An expansive slice view with scarcely populated data can be difficult to view. By suppressing zeros (that is, hiding rows and columns that do not contain data) the slice can be made more compact and easier to view. Zeros can be shown, on a row and/or column basis, or completely hidden. By default, zeros are hidden so that slices views are made more compact.

  1. From the Model tab, click the arrow to the right of Slices and select Open to open the Open Slice Dialog.

  2. Select the Sales cube to display its slices.

  3. Highlight the Sales Accounts by Months slice and click OK.

  4. Press F9 to display the slice.

  5. Scroll up and down the slice. Note that the data is compact and easy to view.

  6. From the Report tab's View group, change Zeros Display from 'Hide Zeros' to 'Show Zeros.'

The slice adjusts automatically to show rows and columns that contain zeros.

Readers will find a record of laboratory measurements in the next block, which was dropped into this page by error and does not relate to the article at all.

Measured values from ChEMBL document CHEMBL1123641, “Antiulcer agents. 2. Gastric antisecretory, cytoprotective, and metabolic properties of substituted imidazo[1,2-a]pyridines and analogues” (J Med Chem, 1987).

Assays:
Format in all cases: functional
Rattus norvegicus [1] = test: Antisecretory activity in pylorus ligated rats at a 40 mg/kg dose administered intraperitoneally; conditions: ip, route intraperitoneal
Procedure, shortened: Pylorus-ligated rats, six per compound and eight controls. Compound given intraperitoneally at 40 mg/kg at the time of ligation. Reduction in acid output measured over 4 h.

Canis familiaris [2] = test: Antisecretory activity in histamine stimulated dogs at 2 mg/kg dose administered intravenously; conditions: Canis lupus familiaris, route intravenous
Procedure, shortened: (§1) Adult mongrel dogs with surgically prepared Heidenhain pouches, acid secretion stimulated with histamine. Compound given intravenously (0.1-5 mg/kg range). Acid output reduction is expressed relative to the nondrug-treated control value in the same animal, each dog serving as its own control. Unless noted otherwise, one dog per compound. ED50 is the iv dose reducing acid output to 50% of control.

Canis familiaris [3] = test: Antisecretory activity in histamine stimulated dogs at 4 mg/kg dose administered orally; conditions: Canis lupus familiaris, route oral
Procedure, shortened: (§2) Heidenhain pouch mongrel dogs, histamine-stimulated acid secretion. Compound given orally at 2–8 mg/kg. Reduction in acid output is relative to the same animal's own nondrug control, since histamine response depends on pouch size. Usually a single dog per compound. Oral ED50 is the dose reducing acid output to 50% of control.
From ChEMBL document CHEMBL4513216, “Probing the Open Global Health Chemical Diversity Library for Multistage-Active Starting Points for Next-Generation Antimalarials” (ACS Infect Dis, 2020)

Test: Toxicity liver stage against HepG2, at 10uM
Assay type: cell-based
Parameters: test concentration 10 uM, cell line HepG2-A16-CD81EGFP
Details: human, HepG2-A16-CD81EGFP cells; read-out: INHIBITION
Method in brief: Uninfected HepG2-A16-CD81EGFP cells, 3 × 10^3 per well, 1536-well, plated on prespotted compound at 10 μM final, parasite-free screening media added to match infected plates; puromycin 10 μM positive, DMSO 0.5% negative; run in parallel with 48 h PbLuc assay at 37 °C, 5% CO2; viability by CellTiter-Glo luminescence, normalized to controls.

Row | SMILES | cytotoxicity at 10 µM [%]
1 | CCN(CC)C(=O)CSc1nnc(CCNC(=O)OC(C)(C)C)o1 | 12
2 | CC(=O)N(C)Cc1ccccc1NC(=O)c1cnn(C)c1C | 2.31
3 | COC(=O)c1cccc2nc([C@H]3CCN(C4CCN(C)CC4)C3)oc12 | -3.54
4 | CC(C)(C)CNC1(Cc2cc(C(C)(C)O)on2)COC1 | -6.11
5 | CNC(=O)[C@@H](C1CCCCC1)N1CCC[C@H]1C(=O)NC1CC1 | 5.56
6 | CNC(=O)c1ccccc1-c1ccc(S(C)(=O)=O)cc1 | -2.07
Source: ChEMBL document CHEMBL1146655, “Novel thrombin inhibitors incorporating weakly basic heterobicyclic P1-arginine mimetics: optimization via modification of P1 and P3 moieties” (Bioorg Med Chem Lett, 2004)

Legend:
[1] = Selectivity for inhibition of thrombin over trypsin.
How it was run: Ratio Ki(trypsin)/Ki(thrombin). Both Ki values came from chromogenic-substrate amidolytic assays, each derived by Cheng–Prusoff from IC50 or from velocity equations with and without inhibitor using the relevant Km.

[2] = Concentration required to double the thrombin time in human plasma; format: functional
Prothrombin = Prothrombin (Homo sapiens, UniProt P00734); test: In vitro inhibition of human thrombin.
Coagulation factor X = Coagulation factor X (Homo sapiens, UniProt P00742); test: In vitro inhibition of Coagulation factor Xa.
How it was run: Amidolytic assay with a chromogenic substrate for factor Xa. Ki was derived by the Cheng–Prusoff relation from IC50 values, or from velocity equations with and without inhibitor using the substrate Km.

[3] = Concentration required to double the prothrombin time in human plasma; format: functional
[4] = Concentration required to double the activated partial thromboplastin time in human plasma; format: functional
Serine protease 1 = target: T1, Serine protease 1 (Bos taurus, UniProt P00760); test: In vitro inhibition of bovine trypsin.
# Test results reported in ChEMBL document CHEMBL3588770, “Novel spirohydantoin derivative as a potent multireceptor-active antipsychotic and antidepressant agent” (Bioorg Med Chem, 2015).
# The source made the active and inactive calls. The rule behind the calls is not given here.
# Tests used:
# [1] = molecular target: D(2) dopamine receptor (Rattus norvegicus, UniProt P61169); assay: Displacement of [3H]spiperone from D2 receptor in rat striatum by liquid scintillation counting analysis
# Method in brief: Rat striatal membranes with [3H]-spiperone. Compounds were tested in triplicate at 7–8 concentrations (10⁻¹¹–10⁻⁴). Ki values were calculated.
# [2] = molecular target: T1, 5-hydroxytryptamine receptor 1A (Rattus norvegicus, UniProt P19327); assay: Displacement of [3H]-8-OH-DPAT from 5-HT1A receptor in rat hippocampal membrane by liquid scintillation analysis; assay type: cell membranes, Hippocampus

1. Test the display of zeros using the other commands: Show Columns with Zeros and Show Rows with Zeros.

Keep this slice open. It will used for the next exercise.

Constraining data

‘Constraints’ is the name of a powerful slice function for use with a large, sparsely populated database. Constraints are very helpful for viewing slices that contain row upon row (or column upon column) of data that are insignificant for your purposes, and yet require that you continually scroll up, down, or across a slice to find the data you need.

By using Constraints on the data (i.e., by “constraining” it), you can eliminate from your on-screen view any rows or columns that contain only zeros. Or, you may designate constraints on single Members (or Groups of Members). For example, you could use Constraints to eliminate rows or columns that contain regions that report sales of less than 10 units. As a result, only regions reporting greater than 10 units would appear in the Slice view.

  1. From the Report tab's Parameters Group, click Constrain to open the Edit Constraints dialog (for the active slice).

editconstraintsdialogsalesaccountsmonthsslice.png

Figure 7.    Edit Constraints Dialog